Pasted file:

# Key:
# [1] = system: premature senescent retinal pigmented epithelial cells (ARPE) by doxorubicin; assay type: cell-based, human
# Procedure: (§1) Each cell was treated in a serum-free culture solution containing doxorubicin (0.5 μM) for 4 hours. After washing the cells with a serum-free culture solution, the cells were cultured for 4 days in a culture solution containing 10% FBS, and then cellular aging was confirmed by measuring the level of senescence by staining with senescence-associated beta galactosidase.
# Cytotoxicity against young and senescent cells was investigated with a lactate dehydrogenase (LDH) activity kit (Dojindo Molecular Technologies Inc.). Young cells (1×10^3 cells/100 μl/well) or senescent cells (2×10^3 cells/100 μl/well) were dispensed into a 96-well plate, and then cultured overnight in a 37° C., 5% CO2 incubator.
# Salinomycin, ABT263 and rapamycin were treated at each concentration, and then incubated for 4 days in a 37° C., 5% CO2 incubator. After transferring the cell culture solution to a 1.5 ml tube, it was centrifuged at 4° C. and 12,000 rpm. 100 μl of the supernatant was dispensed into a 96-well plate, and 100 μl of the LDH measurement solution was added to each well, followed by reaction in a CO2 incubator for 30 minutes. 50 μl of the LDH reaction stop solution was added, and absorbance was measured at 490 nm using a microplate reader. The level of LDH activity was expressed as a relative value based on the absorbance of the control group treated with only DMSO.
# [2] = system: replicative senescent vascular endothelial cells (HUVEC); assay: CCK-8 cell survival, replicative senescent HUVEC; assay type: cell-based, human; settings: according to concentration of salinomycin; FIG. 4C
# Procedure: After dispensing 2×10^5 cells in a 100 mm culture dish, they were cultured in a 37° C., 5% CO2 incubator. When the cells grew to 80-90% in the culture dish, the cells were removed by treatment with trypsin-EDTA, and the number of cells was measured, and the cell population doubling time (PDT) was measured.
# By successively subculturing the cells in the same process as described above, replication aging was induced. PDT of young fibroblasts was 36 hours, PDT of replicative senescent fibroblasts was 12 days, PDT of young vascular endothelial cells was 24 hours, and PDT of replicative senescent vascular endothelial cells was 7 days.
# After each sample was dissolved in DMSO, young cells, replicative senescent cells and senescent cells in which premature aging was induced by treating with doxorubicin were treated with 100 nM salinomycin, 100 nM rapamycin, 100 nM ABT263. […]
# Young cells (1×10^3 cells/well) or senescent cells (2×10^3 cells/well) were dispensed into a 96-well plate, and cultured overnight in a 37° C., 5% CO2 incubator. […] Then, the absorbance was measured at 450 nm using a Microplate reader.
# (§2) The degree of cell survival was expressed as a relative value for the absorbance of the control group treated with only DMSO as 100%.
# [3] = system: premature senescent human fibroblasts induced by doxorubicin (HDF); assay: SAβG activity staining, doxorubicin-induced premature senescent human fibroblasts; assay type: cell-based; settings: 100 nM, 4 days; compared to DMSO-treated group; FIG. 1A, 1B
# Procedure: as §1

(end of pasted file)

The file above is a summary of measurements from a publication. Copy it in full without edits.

# Key:
# [1] = system: premature senescent retinal pigmented epithelial cells (ARPE) by doxorubicin; assay type: cell-based, human
# Procedure: (§1) Each cell was treated in a serum-free culture solution containing doxorubicin (0.5 μM) for 4 hours. After washing the cells with a serum-free culture solution, the cells were cultured for 4 days in a culture solution containing 10% FBS, and then cellular aging was confirmed by measuring the level of senescence by staining with senescence-associated beta galactosidase.
# Cytotoxicity against young and senescent cells was investigated with a lactate dehydrogenase (LDH) activity kit (Dojindo Molecular Technologies Inc.). Young cells (1×10^3 cells/100 μl/well) or senescent cells (2×10^3 cells/100 μl/well) were dispensed into a 96-well plate, and then cultured overnight in a 37° C., 5% CO2 incubator.
# Salinomycin, ABT263 and rapamycin were treated at each concentration, and then incubated for 4 days in a 37° C., 5% CO2 incubator. After transferring the cell culture solution to a 1.5 ml tube, it was centrifuged at 4° C. and 12,000 rpm. 100 μl of the supernatant was dispensed into a 96-well plate, and 100 μl of the LDH measurement solution was added to each well, followed by reaction in a CO2 incubator for 30 minutes. 50 μl of the LDH reaction stop solution was added, and absorbance was measured at 490 nm using a microplate reader. The level of LDH activity was expressed as a relative value based on the absorbance of the control group treated with only DMSO.
# [2] = system: replicative senescent vascular endothelial cells (HUVEC); assay: CCK-8 cell survival, replicative senescent HUVEC; assay type: cell-based, human; settings: according to concentration of salinomycin; FIG. 4C
# Procedure: After dispensing 2×10^5 cells in a 100 mm culture dish, they were cultured in a 37° C., 5% CO2 incubator. When the cells grew to 80-90% in the culture dish, the cells were removed by treatment with trypsin-EDTA, and the number of cells was measured, and the cell population doubling time (PDT) was measured.
# By successively subculturing the cells in the same process as described above, replication aging was induced. PDT of young fibroblasts was 36 hours, PDT of replicative senescent fibroblasts was 12 days, PDT of young vascular endothelial cells was 24 hours, and PDT of replicative senescent vascular endothelial cells was 7 days.
# After each sample was dissolved in DMSO, young cells, replicative senescent cells and senescent cells in which premature aging was induced by treating with doxorubicin were treated with 100 nM salinomycin, 100 nM rapamycin, 100 nM ABT263. […]
# Young cells (1×10^3 cells/well) or senescent cells (2×10^3 cells/well) were dispensed into a 96-well plate, and cultured overnight in a 37° C., 5% CO2 incubator. […] Then, the absorbance was measured at 450 nm using a Microplate reader.
# (§2) The degree of cell survival was expressed as a relative value for the absorbance of the control group treated with only DMSO as 100%.
# [3] = system: premature senescent human fibroblasts induced by doxorubicin (HDF); assay: SAβG activity staining, doxorubicin-induced premature senescent human fibroblasts; assay type: cell-based; settings: 100 nM, 4 days; compared to DMSO-treated group; FIG. 1A, 1B
# Procedure: as §1